Adam Smith, Theory of Moral Sentiments III.I.46:
Let us suppose that the great empire of China, with all its myriads of inhabitants, was suddenly swallowed up by an earthquake, and let us consider how a man of humanity in Europe [...] would be affected upon receiving intelligence of this dreadful calamity. He would, I imagine, first of all, express very strongly his sorrow for the misfortune of that unhappy people [...] And when all this fine philosophy was over, when all these humane sentiments had been once fairly expressed, he would pursue his business or his pleasure [...] with the same ease and tranquillity, as if no such accident had happened. The most frivolous disaster which could befall himself would occasion a more real disturbance. If he was to lose his little finger to-morrow, he would not sleep to-night; but, provided he never saw them, he will snore with the most profound security over the ruin of a hundred millions of his brethren, and the destruction of that immense multitude seems plainly an object less interesting to him, than this paltry misfortune of his own. To prevent, therefore, this paltry misfortune to himself, would a man of humanity be willing to sacrifice the lives of a hundred millions of his brethren, provided he had never seen them? Human nature startles with horror at the thought, and the world, in its greatest depravity and corruption, never produced such a villain as could be capable of entertaining it. But what makes this difference? [...] [W]hat is it which prompts the generous, upon all occasions, and the mean upon many, to sacrifice their own interests to the greater interests of others? It is not the soft power of humanity, it is not that feeble spark of benevolence which Nature has lighted up in the human heart, that is thus capable of counteracting the strongest impulses of self-love. It is a stronger power, a more forcible motive, which exerts itself upon such occasions. It is reason, principle, conscience, the inhabitant of the breast, the man within, the great judge and arbiter of our conduct.I hesitate to parse this passage for the simple reason that it's oft-abused. Foes of market reasoning seize upon the first half, neatly ignoring the remainder as if to say, "see what a monster is this Adam Smith who cares more for his little finger than for the many millions of souls abroad!" I guess it's easy enough to counter this sophistry with the balance of the quote, but still, I am a mite leery.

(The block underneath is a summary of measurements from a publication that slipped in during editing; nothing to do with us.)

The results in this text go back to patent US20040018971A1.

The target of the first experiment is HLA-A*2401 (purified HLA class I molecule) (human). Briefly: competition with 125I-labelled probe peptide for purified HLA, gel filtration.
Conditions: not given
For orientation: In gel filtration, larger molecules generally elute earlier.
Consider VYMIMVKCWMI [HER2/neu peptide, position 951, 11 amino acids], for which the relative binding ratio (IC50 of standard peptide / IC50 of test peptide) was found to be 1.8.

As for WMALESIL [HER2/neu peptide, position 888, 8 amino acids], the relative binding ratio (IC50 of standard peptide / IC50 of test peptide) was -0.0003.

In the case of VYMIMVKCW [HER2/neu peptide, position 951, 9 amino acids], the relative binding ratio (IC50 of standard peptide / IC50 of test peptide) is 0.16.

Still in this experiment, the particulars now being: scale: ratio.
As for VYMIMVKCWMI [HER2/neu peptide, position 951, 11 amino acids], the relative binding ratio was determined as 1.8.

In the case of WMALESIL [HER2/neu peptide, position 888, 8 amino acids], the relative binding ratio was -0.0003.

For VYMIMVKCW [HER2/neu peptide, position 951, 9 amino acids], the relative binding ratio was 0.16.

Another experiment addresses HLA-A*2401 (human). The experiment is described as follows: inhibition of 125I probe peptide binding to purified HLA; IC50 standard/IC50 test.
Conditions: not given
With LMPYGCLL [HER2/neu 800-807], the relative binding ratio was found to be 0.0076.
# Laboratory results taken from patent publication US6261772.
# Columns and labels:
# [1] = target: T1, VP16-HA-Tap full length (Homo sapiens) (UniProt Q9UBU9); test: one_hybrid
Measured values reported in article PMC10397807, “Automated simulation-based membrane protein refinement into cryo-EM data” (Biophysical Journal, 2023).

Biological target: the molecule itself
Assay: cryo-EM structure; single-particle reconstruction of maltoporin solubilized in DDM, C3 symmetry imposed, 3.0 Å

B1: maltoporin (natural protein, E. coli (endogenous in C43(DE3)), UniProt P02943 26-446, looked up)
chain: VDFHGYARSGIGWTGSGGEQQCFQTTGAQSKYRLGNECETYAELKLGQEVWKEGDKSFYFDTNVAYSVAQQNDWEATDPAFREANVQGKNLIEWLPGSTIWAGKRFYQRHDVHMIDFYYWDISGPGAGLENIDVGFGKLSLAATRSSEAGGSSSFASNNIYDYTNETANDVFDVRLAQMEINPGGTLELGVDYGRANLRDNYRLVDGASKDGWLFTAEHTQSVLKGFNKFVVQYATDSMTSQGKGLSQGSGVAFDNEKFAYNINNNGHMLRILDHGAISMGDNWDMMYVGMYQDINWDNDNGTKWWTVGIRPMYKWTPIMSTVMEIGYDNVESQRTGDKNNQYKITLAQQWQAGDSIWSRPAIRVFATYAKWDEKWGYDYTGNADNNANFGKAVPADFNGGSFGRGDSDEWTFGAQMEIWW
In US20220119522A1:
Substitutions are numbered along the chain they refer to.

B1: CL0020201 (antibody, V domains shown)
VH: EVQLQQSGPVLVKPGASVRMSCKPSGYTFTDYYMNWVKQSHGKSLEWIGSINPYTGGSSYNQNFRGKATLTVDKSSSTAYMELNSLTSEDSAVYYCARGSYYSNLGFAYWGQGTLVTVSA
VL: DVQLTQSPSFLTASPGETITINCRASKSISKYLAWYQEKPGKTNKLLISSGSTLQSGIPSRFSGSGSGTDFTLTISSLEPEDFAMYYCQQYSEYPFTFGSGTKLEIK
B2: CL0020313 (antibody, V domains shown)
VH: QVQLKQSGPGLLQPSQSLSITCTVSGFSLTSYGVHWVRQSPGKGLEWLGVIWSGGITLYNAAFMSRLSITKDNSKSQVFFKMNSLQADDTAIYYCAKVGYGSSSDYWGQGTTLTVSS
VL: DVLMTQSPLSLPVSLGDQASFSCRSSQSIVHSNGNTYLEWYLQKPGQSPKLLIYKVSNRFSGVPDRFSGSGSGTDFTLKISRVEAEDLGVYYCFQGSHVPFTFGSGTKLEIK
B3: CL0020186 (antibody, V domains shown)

And not entirely for only unjust cause. Even if you read it all in its entirety (and yes, the ellipses are mine, you can follow the link for the undamaged original) you might be forgiven for mistaking the argument for a piece of descriptive analysis rather than the parable that it actually is. All Smith was doing was predicting construal level theory (by a couple hundred years), an idea lately popularized by my pal Robin Hanson at Overcoming Bias. In the husk of a pecan, things and ideas that are close to us in space and time are clearer, more textured and more immediate. The farther something is, the more we abstract from it, find trends, identify patterns, and sketch impressions. Fingers are near, China is far. This helps resolve the paradox.
The more alarming problem is that public policy is aimed to influence the geology in China and the tools it wields tend to be pinky shears. "We've got to do something" often means lopping off an errant digit in the hopes that the Baikal Rift will stay put for the nonce. To put it another way, there's this monumental epistemological problem faced by policy prescription. "Someone should pass a law" retains the appeal of resembling virtuous, bold action, but it does nothing to answer fundamental questions like: "Have we correctly diagnosed the failure" or "how will actual humans implement this policy" or "how will people react to this policy" or "what are the likely unintended consequences" or a dozen others. These are inconvenient questions to ask, since they get in the way of the Very Serious Business of lopping off fingers.
But they're the most important questions to ask. It is euvoluntary exchange and its growing scope that delivers poverty-remediating wealth to the world's miserable. Every act of coercion impinges on either the extant set of euvoluntary exchanges or on a stochastic potential set sometime out in the future. Toothy Teddy Rooseveltian action appeals to a mercurial temperament, but caution and judicious restraint forms the bulk of the arguments forwarded in the Federalist Papers, and for good reason. Thought, care, and reflection rather than fleeting mob passions inform the rule of law that cradles the robust institutions surrounding euvoluntary exchange. When I read Smith's passage above, I read of an ethics that is not incompatible with judicial prudence. I encourage anyone picking up a copy of TMS to do the same.